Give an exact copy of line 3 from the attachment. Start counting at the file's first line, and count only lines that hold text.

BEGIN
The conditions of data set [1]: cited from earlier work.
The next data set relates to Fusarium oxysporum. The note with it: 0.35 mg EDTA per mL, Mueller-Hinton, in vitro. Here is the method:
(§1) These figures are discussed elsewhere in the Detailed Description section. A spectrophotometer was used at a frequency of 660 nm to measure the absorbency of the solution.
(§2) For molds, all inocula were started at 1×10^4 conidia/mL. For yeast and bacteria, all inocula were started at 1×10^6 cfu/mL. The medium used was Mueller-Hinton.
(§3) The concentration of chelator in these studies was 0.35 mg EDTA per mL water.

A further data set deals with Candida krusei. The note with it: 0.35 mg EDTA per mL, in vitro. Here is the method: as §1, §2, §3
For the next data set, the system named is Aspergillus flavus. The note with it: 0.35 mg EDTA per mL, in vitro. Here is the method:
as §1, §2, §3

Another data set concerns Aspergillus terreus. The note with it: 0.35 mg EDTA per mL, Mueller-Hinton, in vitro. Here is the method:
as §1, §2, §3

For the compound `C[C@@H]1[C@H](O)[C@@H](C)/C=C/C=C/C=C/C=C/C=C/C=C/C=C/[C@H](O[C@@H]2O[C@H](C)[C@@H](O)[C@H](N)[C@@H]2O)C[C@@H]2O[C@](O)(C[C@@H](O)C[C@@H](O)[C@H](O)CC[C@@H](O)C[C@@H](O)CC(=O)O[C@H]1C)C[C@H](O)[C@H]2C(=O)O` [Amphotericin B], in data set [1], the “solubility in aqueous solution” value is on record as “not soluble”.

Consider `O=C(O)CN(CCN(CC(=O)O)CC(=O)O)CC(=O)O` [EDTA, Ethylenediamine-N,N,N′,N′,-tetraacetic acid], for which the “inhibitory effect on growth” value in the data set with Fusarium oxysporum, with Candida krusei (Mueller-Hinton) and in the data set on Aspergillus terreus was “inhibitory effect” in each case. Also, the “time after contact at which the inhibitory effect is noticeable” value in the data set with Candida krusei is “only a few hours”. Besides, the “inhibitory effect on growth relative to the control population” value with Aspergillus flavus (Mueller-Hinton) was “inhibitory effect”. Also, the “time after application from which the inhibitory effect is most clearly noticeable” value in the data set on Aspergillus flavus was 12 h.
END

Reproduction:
(§1) These figures are discussed elsewhere in the Detailed Description section. A spectrophotometer was used at a frequency of 660 nm to measure the absorbency of the solution.